Van Pelt’s resignation follows an internal investigation that concluded “governance issues and evidence of a toxic work environment.”

The Daily Beast reported in June that there had also been multiple allegations of racism at the senior level of the organization, but NOW’s internal examination claimed those accusations could not be substantiated.

  • A former Minneapolis police officer who was fired for decorating a Christmas tree with racist items two years ago should get his job back, an arbitrator has ruled.

The arbitrator said that Mark Bohnsack was wrongly terminated for the November 2018 incident that also resulted in the firing of another cop, but that Bohnsack must serve a 320-hour suspension without pay, officials said. The city has a right to appeal the decision.

Presidential Campaign

  • The president tweeted: “Some states use “drop boxes” for the collection of Universal Mail-In Ballots. So who is going to “collect” the Ballots, and what might be done to them prior to tabulation? A Rigged Election? So bad for our Country. Only Absentee Ballots acceptable!”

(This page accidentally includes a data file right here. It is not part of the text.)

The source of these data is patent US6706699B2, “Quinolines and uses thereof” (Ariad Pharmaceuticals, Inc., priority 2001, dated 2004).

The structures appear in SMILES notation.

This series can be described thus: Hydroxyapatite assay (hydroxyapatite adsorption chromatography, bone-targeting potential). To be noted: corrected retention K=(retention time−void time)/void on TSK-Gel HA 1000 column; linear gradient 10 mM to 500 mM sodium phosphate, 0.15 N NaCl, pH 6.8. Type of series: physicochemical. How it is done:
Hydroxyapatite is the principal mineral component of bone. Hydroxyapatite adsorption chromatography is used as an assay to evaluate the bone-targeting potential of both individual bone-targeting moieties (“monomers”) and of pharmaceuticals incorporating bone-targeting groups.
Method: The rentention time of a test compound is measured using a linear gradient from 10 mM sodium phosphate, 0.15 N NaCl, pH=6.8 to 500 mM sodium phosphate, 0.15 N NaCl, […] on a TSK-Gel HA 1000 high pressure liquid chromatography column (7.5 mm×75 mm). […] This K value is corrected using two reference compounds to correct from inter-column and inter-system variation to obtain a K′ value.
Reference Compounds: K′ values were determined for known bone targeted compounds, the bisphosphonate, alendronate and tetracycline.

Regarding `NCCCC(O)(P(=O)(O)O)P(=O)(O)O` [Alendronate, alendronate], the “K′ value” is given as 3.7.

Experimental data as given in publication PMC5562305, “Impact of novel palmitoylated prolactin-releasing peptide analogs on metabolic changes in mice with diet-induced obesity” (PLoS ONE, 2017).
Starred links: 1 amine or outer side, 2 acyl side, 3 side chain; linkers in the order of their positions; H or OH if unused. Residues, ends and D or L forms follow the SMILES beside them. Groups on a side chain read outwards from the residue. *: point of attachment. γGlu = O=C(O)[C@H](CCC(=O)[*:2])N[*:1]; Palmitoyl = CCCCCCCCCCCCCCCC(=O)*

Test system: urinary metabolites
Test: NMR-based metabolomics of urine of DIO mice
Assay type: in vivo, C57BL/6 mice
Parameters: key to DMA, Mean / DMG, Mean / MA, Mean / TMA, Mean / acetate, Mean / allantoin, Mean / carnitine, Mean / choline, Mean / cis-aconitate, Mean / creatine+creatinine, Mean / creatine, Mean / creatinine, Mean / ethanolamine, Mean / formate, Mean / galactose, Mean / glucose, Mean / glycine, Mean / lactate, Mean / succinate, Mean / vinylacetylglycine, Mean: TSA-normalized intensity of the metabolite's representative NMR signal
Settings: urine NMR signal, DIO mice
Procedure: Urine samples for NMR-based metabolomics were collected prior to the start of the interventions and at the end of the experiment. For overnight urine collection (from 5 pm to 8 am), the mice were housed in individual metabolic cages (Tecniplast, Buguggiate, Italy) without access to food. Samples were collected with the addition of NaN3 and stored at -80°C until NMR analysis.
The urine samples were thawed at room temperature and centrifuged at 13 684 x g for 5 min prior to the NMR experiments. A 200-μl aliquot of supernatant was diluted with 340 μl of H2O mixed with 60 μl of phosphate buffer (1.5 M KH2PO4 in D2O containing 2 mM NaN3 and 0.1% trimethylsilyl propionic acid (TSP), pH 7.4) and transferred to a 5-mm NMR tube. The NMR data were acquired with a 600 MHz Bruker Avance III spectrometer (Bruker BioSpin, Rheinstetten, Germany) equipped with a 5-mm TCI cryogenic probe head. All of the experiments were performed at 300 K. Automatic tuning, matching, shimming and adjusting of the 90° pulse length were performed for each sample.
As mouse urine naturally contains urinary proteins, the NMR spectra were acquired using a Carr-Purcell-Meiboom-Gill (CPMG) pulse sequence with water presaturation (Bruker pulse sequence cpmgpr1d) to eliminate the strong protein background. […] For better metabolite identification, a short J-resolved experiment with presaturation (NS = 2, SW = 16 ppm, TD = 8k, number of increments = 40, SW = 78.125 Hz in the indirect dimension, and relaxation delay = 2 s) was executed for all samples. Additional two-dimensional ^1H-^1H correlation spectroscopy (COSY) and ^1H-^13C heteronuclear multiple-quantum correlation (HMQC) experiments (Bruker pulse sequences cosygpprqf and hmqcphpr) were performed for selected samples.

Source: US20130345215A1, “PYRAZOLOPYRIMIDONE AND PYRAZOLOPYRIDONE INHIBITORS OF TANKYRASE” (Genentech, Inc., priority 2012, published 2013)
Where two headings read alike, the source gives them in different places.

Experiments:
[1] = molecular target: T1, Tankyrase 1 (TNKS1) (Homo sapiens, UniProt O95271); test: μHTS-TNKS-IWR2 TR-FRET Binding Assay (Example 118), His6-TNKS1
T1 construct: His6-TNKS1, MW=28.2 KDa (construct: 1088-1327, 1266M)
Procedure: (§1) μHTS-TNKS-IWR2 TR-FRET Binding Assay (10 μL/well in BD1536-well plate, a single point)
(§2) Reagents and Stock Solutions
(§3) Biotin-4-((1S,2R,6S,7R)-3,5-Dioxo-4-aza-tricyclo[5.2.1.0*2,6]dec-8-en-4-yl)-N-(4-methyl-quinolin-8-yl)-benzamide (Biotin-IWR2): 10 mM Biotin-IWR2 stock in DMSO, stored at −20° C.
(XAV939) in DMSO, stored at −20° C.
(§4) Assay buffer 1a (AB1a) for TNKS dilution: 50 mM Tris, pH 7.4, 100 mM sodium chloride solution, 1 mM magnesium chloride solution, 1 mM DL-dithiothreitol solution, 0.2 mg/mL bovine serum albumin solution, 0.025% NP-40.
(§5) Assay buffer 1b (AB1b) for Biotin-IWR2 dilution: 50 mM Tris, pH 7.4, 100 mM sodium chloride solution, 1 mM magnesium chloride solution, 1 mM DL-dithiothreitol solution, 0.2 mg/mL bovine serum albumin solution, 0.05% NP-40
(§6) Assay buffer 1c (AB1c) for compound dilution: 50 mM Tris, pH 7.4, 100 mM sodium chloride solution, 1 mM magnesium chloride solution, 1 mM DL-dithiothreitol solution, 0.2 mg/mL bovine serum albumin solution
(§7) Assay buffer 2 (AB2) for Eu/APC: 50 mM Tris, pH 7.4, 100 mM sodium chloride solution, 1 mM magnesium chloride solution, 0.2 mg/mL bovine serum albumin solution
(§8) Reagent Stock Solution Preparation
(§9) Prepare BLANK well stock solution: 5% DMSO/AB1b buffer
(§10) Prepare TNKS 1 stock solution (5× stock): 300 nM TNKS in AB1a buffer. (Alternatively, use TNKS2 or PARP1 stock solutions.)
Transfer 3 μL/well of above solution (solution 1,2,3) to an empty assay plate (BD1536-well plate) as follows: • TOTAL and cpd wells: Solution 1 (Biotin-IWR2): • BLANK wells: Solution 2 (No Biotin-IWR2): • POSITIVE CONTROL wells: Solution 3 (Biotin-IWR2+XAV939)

NOTE: Dropboxes are usually monitored by constant video surveillance and weigh about 600 pounds. They are actually considered a way to give the voter more control over their ballot. Election officials pick them up directly, eliminating the USPS (and potential delays) from the process.

  • In a campaign speech on the tarmac at Mankato Regional Airport, Trump once again repeated the false claim that: “I was man of the year eleven years ago in Michigan.” There was no such award or recognition. 
  • President Trump falsely asserted the only way he will lose the November election is if it is “rigged” further casting into doubt the presidential election results as he’s repeatedly attacked mail-in voting as being a source of widespread voter fraud without evidence.

“The only way we are going to lose this election is if the election is rigged,” Trump told supporters. “Remember that. It’s the only way we’re going to lose this election, so we have to be very careful.”

  • Miles Taylor, the former Department of Homeland Security chief of staff under President Trump, endorsed Joe Biden for president.